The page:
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updated 12:00 PM UTC, Nov 17, 2017
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Architect Boeri to Erect Bosco Verticale in Nanjing's Pukou District

Image courtesy of Stefano Boeri Architetti Image courtesy of Stefano Boeri Architetti

Italian Architect and Urban Planner Stefano Boeri is bringing the construction of the “Nanjing Towers” to Pukou District in the city's northern suburb; two towers that will house 730 trees, 5,000 shrubs and 11,000 plants.

In addition to their air filtering effects and luscious look, after two years they will also attract over 20 species of birds likely to take up residence in the towers. 

Nanjing Vertical Forest is a pair of tower buildings, located in the Mingfa Fortune Plaza of Nanjing Pukou District. The project aims to export the green concept of the Vertical Forest in Milan to China, and to reflect Vertical Forest development, which incorporates greenery on the façades extending the full height of the buildings.

The project is the first Vertical Forest in China, applied through research and practice into Nanjing’s local climate, landscape, vegetation, site conditions and other aspects which, combined with each other, bring real building innovation and urban biodiversity to China.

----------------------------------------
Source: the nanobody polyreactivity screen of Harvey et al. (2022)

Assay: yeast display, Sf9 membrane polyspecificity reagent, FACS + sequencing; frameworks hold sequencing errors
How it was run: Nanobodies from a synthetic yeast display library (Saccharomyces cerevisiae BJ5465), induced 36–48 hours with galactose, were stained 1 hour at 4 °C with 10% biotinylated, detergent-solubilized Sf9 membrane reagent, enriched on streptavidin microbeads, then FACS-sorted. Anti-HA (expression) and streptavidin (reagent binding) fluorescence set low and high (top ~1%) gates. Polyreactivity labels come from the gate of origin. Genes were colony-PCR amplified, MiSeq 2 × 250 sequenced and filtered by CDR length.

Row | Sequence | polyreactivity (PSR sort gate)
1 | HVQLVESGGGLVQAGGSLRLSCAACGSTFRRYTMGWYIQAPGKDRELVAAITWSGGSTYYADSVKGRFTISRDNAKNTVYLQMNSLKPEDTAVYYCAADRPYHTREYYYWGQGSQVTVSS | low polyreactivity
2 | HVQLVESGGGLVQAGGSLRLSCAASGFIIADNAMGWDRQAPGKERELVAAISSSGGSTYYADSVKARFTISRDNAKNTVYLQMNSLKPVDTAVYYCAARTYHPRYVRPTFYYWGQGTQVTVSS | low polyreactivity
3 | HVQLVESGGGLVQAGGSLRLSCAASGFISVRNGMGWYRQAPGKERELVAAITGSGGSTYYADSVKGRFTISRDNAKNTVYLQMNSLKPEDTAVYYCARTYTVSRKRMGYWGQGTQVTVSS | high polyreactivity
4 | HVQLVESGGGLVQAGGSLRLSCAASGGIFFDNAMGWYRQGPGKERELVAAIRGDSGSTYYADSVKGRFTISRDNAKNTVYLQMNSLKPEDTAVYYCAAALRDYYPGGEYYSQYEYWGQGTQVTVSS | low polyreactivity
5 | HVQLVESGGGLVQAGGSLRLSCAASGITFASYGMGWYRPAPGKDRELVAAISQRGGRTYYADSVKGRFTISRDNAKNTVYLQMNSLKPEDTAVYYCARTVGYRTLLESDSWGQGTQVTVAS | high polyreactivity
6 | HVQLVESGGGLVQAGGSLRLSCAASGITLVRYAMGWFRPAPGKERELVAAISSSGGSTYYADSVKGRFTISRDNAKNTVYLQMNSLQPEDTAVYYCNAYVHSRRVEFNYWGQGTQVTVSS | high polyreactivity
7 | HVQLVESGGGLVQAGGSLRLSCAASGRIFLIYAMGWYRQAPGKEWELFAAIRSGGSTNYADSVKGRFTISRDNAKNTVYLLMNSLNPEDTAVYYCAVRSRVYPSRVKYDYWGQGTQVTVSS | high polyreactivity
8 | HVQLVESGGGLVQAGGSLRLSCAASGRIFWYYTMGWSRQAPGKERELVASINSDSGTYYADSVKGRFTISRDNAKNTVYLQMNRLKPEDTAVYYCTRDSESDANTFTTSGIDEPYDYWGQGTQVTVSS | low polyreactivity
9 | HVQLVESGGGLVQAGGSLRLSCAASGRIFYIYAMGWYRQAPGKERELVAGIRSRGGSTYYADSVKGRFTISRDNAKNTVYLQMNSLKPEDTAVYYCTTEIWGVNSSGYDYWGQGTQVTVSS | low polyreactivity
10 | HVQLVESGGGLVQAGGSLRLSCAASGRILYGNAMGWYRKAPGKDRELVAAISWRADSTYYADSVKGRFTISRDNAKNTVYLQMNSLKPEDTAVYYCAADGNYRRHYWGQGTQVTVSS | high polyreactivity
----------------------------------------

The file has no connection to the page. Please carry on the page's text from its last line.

Said to produce around 132 pounds of oxygen every day, the pair of buildings shall tower above at 656 feet and 354 feet tall as the first biodiversity project of its kind to go ahead in Asia.

Writing for inhabit.com Lacy Cooke noted, “Nanjing Yangzi State-Owned Investment Group Company Limited is promoting the towers and is listed by Stefano Boeri Architetti as an investor in the project”.

The Pukou based State Owned company prides itself on its green credentials with an office headquarters that not only sustain themselves via solar panels on the roof, but also pump additional electricity back into the local grid.

“The taller tower will hold offices, a museum, a green architecture school, and a rooftop club. The second tower will host a 247-room Hyatt hotel and rooftop swimming pool. A podium 65 feet high will include shops, restaurants, and a conference hall. Balconies on the buildings will allow inhabitants to get up close to the nature thriving on the building facades”, Cooke went on to say.

Critics are focusing on other aspects of the design which cause concern for long-term sustainability. “When discussing sustainability, one has to look at the whole picture. Trees, and the soil they need to survive and grow, are heavy and it takes a lot of reinforced concrete to support them on these cantilevered balconies. Concrete is responsible for 5 to 7 percent of the carbon dioxide we produce, so the responsible and sustainable thing is to use less of it. Without an analysis of how much concrete is needed to support these trees, vs how much CO2 the trees absorb, you can't call this sustainable design”, stated Lloyed Alter of Treehugger.com.

This project nevertheless remains a commendable ambition to try and steer our Nanjing and China toward a greener more biodiversible future. Time will certainly tell, with the Nanjing Towers ambitiously slated for completion in 2018.




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